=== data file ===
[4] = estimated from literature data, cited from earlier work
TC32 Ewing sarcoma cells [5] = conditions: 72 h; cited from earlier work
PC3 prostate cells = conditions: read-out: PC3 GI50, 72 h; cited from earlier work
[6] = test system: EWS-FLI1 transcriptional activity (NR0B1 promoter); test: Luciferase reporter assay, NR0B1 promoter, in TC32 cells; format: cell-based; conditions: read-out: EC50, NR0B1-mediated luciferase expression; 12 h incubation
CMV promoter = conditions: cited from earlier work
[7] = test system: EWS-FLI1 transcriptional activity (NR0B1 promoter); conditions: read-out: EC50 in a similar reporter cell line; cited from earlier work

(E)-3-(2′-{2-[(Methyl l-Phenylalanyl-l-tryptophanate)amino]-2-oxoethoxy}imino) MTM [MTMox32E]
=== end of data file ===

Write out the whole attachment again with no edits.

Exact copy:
[4] = estimated from literature data, cited from earlier work
TC32 Ewing sarcoma cells [5] = conditions: 72 h; cited from earlier work
PC3 prostate cells = conditions: read-out: PC3 GI50, 72 h; cited from earlier work
[6] = test system: EWS-FLI1 transcriptional activity (NR0B1 promoter); test: Luciferase reporter assay, NR0B1 promoter, in TC32 cells; format: cell-based; conditions: read-out: EC50, NR0B1-mediated luciferase expression; 12 h incubation
CMV promoter = conditions: cited from earlier work
[7] = test system: EWS-FLI1 transcriptional activity (NR0B1 promoter); conditions: read-out: EC50 in a similar reporter cell line; cited from earlier work

(E)-3-(2′-{2-[(Methyl l-Phenylalanyl-l-tryptophanate)amino]-2-oxoethoxy}imino) MTM [MTMox32E]